This may be difficult to believe, given that Americans are so gung-ho on their holidays, but gift giving isn't really a "thing" with my family. After I found out that the guy with the big white beard's house melted in the North Pole, Christmas and the other holidays, lost some of their luster. Not to mention, as I got older, the sheer over-commercialization of the holidays—from the twinkling lights to the mad rush at malls—became...nauseating.
Not to ruin the holiday cheer and sentiment, but I tend to agree with my father that the rush to buy presents for loved ones has become a "disease". That being said, I'm all for sharing a gift with someone to let them know you're thinking of them. As a matter of fact, no one needs a holiday to trigger that sentiment. In some cases, the spontaneous, "Here. I saw this and thought of you!" sentiment is far more genuine...and unexpected.
Gift-giving for me, as it has been over the last several years, often comes in the form of two things: shared experiences (e.g., the purchase of a Botanical Garden membership!) or DIY fun. One of the best, simplest and cost-effective gifts I love is a Mason Jar Succulent. You can often find a mason jar floating around for free, but if not, they typically range from $0.99 - $3.49, depending on color and size (the green ones seem to be a tad more expensive).
Succulents you can get year round, or if you have been propagating a few in your home, then you don't even need to purchase one. The rest of the products you can easily get—if you don't already have on hand. And decorating the jar with some finishing touches, like a piece of ribbon or twine, or a little evergreen branch salvaged from an old Christmas tree or wreath, will do just fine! 🌿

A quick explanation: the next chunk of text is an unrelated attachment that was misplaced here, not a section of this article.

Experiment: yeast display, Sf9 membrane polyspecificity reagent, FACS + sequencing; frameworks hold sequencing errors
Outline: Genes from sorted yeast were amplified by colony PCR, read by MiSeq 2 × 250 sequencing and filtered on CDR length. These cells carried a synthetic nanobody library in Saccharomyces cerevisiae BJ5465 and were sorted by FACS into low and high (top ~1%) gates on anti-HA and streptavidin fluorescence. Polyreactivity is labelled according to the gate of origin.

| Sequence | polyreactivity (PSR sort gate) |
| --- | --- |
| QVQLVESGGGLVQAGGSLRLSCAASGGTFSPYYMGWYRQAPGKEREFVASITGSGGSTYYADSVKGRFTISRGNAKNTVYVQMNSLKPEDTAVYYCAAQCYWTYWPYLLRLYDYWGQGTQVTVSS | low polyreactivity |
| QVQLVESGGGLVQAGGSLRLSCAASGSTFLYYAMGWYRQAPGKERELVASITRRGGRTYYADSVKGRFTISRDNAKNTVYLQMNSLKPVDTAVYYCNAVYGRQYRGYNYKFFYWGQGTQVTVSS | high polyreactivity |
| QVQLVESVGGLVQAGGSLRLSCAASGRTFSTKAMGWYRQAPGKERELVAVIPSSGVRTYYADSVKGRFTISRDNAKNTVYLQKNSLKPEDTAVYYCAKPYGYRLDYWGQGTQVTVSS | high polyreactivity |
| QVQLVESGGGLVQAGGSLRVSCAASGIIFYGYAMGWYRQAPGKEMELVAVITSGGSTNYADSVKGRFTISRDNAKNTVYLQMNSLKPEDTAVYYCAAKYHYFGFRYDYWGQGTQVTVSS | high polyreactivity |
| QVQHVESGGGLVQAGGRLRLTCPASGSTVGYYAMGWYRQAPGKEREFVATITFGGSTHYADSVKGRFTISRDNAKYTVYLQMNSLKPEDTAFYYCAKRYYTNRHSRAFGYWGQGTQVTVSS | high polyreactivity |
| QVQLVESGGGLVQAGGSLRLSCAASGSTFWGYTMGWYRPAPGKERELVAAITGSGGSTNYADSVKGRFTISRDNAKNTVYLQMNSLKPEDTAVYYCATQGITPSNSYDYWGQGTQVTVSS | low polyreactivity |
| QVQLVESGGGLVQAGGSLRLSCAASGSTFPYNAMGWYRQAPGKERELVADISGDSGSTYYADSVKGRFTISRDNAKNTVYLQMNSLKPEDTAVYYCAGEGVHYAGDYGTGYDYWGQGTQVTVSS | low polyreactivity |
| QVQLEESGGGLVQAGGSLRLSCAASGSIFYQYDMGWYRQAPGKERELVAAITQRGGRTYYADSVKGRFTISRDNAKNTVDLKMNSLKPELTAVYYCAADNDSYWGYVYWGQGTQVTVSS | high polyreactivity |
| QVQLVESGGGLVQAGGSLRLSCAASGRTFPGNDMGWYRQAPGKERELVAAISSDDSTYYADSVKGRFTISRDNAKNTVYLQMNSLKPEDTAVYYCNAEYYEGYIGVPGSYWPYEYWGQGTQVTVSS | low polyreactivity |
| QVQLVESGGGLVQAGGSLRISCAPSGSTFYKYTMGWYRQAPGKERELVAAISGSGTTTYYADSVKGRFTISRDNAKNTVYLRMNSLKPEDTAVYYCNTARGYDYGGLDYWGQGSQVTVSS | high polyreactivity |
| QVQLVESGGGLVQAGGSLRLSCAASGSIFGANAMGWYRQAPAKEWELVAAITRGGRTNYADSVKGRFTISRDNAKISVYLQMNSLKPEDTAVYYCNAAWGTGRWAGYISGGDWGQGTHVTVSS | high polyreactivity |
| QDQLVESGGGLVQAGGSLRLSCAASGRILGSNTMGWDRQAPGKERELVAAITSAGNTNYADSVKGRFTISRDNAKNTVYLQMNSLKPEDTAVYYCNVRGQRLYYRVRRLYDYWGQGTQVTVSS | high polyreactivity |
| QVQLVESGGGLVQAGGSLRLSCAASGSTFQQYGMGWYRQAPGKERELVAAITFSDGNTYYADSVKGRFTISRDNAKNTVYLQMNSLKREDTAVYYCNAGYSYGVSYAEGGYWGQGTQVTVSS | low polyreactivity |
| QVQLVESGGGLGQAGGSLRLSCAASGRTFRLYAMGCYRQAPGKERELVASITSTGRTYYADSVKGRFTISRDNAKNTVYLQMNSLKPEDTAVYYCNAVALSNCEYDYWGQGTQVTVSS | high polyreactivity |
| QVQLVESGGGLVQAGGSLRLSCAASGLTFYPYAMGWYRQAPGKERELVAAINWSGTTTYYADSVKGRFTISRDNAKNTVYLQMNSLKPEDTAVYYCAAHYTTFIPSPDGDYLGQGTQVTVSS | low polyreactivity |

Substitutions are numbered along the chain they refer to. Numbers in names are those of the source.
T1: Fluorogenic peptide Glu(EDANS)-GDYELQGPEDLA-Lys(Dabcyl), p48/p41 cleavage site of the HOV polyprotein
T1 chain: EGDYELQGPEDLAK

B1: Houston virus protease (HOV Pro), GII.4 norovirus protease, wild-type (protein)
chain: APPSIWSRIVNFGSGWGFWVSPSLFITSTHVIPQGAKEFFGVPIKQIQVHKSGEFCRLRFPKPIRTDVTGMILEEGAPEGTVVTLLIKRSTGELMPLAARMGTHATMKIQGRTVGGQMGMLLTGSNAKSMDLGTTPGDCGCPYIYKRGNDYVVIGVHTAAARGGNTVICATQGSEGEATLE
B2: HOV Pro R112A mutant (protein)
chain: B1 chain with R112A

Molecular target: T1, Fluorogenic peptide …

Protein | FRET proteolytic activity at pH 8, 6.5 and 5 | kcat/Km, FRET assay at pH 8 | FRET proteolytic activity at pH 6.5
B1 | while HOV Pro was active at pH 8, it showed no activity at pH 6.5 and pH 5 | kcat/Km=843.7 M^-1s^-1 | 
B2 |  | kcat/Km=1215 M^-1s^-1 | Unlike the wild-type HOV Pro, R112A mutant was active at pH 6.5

- 1 wide-mouthed Mason jar
- 1/3 cup of small stones
- 1/4 cup of charcoal
- succulent and cacti potting soil
- small succulent of choice
- twine or ribbon (optional)
- evergreen branch (optional)
- Add the layer of stones to the bottom of the Mason jar. This helps provide some drainage.
- Next add the layer of charcoal above the stones. This helps prevent any bacterial buildup when you water the succulent.
- Add the succulent potting soil about 3/4 of the way up the jar. Plant your succulent in the jar and then take soil, spoonful at a time and carefully fill soil along the edges of the jar. Pack firmly.
- Tie twine around the mouth of the jar and add a branch (optional). You can also provide some care instructions for the plant. Make it fun, like, "Hi! I'm a succulent. I like lots of sun and little water. Water me once a week in the growing season and once ever two weeks during the cold season. Please don't drown me. I don't like wet feet!"